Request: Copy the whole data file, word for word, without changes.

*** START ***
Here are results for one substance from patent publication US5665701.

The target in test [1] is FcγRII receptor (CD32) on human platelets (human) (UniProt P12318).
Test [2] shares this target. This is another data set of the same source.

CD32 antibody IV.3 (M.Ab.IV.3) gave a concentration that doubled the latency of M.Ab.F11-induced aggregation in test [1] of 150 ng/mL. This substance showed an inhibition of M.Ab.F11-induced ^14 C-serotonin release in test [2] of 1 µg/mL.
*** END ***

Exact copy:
Here are results for one substance from patent publication US5665701.

The target in test [1] is FcγRII receptor (CD32) on human platelets (human) (UniProt P12318).
Test [2] shares this target. This is another data set of the same source.

CD32 antibody IV.3 (M.Ab.IV.3) gave a concentration that doubled the latency of M.Ab.F11-induced aggregation in test [1] of 150 ng/mL. This substance showed an inhibition of M.Ab.F11-induced ^14 C-serotonin release in test [2] of 1 µg/mL.